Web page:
$ echo $TERM screen.xterm-256color $ screen -T "$TERM" -T: terminal name too long. (max. 20 char)
I finally went ahead and upgraded my main box to Fedora 24. I only had one issue, related to 256-color terminal support.
In Fedora 24 GNU Screen is able to detect it’s running under a terminal with 256-color support and it’s been compiled itself with that support. It uses that information to choose an appropriate terminfo entry and value for the TERM environment variable. Instead of setting TERM to “screen” and letting “/etc/profile.d/256term.sh” kick in, Screen sets TERM to “screen.xterm-256color” when running under xterm, for example.
This has several advantages. For example, you don’t need to launch a login shell within xterm so 256term.sh is used. Any regular interactive shell will work and have 256-colors support. When launching Vim inside Screen, you don’t need to pass the -T option to preserve the TERM value as I explained in a previous post. Any new Screen window will also have the right TERM value.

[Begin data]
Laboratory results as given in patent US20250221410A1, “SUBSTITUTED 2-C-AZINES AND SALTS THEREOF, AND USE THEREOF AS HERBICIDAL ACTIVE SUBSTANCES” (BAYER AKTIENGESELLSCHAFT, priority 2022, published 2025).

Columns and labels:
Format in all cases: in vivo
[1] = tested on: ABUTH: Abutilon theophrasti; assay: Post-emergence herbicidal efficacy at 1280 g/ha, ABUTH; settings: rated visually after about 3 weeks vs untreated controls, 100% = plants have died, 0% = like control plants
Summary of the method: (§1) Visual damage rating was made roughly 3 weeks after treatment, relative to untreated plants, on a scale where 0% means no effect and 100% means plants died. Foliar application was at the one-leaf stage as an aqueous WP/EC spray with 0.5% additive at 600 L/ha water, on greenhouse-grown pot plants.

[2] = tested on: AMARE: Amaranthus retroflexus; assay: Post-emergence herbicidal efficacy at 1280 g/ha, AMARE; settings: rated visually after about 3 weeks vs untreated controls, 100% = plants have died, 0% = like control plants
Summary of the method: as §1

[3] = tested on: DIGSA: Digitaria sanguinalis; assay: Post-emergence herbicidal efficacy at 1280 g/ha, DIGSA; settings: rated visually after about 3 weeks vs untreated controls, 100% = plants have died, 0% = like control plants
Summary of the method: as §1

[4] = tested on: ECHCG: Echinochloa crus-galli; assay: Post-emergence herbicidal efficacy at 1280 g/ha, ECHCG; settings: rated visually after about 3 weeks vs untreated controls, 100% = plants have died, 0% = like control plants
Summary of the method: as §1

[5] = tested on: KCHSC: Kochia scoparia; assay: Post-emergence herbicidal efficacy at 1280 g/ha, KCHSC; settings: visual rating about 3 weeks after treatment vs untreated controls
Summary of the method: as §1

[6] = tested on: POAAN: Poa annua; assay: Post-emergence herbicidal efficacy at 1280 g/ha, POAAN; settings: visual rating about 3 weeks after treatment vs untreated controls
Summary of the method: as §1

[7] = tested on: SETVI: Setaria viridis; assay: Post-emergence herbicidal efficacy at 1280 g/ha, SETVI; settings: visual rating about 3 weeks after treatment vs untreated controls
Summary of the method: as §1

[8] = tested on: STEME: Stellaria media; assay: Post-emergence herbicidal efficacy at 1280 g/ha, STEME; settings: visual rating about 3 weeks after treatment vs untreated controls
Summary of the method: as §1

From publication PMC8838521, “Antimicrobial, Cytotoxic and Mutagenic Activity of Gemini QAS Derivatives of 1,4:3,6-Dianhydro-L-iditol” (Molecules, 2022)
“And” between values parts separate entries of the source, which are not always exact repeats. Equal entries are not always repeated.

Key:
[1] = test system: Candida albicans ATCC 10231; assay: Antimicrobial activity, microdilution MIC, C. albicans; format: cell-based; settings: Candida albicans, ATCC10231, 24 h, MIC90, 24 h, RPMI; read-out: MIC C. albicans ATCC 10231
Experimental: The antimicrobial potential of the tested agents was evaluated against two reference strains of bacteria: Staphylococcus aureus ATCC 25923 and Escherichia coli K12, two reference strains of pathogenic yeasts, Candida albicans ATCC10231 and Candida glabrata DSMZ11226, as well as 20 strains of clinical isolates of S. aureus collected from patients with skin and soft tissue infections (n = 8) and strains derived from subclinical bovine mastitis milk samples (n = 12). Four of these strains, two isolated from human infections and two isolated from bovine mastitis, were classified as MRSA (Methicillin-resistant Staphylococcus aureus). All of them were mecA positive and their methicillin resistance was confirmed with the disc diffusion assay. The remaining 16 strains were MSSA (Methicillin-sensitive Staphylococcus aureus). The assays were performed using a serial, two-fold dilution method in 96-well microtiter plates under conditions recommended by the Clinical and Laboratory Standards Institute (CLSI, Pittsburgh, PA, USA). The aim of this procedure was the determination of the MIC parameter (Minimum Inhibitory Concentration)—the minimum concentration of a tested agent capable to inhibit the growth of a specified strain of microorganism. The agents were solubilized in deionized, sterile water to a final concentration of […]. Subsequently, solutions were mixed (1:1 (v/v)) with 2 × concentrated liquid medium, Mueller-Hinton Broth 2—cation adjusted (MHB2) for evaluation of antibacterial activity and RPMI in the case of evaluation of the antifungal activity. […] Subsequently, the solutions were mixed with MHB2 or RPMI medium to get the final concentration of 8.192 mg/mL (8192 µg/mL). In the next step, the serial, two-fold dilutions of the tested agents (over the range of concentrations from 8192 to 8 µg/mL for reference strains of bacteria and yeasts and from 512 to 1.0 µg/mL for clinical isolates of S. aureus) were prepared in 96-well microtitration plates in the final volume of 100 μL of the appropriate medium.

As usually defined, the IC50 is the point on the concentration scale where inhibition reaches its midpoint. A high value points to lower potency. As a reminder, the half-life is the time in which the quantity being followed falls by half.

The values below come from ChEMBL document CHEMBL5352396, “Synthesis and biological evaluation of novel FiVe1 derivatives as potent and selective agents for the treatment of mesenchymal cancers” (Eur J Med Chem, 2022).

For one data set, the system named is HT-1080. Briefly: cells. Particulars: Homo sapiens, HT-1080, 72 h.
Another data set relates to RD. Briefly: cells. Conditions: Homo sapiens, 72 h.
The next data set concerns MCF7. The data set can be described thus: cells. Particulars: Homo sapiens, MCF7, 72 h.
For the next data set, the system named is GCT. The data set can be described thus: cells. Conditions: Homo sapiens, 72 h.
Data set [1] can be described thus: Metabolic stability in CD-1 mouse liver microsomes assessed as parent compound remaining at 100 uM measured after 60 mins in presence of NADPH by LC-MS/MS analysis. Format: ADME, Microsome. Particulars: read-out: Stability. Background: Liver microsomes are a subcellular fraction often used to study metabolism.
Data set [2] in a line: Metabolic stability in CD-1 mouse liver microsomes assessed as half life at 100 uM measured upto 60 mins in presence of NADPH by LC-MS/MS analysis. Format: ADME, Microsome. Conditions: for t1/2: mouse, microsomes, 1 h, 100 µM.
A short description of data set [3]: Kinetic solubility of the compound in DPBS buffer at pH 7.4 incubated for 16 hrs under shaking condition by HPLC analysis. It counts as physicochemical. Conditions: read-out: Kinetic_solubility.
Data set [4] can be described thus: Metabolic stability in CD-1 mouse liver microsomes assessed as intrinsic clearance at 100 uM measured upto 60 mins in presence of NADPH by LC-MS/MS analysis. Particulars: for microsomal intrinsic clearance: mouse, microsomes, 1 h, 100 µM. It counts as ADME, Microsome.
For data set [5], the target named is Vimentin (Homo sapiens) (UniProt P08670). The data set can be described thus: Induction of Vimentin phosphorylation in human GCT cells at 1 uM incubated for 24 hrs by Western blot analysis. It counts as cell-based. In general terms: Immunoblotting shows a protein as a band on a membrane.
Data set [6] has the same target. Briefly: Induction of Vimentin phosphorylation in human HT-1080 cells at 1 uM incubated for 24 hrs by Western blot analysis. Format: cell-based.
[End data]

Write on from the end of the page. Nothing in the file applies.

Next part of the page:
Regression: if you do use -T, somewhat confusingly, Screen will refuse to use the given value it’s chosen itself, complaining it’s too long.
Finally, if you use SSH to connect to remote machines from a terminal with that TERM value, remote programs may be confused about the type of terminal. This happened to me and the best way to solve it, in my opinion, is to use a wrapper script for “ssh” that sets a more “classic” value for TERM before launching the real “ssh”. This is what I use as “$HOME/bin/ssh”:
#!/bin/sh case "$TERM" in *screen*) export TERM=screen ;; *xterm*) export TERM=xterm ;; *) ;; esac exec /usr/bin/ssh "$@"